The subjects were business students, but they were not randomized, thus making this a quasi-experiment. A pretest is given to determine if there is reliability in the test. 10 people were given a questionnaire of sorts that asks them measure openness and dominance. Results matched hypotheses. Subjects were put into 4 different conditions, run with 6 – 8 people at a time. They are never shown to be equal or unequal groups, making this, likely, a weak quasi-experiment. Six specific variables are looked at—1) general attitude toward salespeople, 2) perceptions of the product being sold, 3) interaction between the salesperson and the customer in the tape, 4) general buying behavior of the respondent, 5) probablility of purchase of the product in the tape, and 6) perceptions of the sales person being depicted in the tape. Because there are over 80 respondents and only 6 variables, this meets the ratio Lauer and Asher are looking for. Overall, this appears to be a somewhat effective weak quasi-experiment.

Barry Kroll – “Explaining How to Play a Game: The Development of Informative Writing Skills”

A literature review explains the variables that have been discovered in regards to children explaining how to play commonplace games. Four (4) variables are explained: 1) the amount of relevant information included in the instructions, 2) the kinds of rules that kids of various ages could explain well, 3) the extent to which students provided orienting details, and 4) the degree to which writers used elements of an abstract and formal approach when explaining the game. 133 participants were used, thus meeting L&A’s variable to participant ratio. Subjects were NOT randomly selected, thus making this, at best, a quasi-experiment. They came from English classes, determined to be “normal” students, were native English speakers, and understood the basic rules of the game they needed to explain.

There are 10 elements to the game that need to be explained. Researchers made each student take a test about the game they explained in order to determine that they understood it in the first place. Only those who scored 90% or better were allowed to be counted in the research. This eliminated 16 participants. The testing of the multiple choice test is suspect. The researchers had college seniors answer a multiple choice test about the rules of the game, but they had never heard of the game. When these seniors only scored 13% on the test, it was assumed that the test was valid.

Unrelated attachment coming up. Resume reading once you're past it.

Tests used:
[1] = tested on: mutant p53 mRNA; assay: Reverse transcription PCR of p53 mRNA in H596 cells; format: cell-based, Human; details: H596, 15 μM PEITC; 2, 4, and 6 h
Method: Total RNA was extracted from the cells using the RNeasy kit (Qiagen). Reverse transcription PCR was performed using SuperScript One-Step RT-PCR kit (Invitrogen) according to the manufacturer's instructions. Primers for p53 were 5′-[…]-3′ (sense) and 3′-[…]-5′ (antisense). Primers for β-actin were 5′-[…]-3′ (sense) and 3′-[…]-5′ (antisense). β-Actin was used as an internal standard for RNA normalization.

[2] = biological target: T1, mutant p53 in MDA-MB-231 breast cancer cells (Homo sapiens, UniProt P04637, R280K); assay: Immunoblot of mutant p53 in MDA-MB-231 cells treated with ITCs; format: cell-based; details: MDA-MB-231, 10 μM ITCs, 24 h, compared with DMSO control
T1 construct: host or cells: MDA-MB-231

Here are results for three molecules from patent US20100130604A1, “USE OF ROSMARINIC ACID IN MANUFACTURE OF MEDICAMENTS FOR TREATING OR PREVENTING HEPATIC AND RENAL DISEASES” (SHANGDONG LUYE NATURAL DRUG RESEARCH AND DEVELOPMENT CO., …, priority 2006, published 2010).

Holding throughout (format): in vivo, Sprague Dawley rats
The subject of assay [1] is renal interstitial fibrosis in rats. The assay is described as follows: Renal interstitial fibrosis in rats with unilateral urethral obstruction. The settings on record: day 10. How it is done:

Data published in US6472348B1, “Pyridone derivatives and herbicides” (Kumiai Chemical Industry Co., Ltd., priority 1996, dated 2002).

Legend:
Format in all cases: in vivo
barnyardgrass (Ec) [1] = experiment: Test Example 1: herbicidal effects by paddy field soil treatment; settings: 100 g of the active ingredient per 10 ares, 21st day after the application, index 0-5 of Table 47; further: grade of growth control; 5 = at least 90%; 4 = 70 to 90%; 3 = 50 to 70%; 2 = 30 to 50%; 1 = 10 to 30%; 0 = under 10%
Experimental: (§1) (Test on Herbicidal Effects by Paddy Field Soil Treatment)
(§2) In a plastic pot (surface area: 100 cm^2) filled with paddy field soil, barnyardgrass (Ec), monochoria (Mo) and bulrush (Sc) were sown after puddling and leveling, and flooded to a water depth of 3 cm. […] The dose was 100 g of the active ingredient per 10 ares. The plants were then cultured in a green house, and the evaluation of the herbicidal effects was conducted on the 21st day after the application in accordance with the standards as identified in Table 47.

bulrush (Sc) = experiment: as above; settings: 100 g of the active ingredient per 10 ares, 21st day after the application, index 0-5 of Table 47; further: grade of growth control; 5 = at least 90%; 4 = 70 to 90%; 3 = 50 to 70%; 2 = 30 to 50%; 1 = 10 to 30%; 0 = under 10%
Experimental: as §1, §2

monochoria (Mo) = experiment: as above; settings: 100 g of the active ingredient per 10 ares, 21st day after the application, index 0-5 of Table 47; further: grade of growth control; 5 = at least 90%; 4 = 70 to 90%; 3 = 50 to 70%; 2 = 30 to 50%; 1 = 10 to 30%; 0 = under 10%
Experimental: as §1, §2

Week 9: Quantitative Descriptive Studies

Lauer and Asher: Quantitative Descriptive Studies

-Go beyond ethnographies and case studies to further define variables, quantify them (either roughly or accurately) and interrelate them.

-Correlate variables by various statistical means to look for strong, weak, or no existing relationships

-Report statistical analyses on variables

-Are descriptive, not experimental research, because no control groups are created and no treatments are given.

-Have larger number of subjects required than for case studies and ethnographies—this is because variables will be quantified. At least 10 times as many subjects as variables.

-Use subjects selected based on their appropriateness to the variables and their availability

-Divide variables into independent and dependent variables

-Have alternative hypotheses to test the variable against

Brenton Faber: “Popularizing Nanoscience: The Public Rhetoric of Nanotechnology, 1986 – 1999.”

Begins with literature review to give grounding to social construction of arguments and a scientist’s ability to persuade and lend credibility to his work through socially constructed rhetoric. He then shows how popular media is affecting the way the general public and scientists alike perceive science. Hypotheses are given that 1) the introduction of nanoscience would be a social and rhetorical process, that 2) the introduction of nanoscience would create a persona—a presentation of the author in the text—and insertthe work within an existing understanding of science, and that 3) the public image of nanoscale science and technology would emerge transitionally.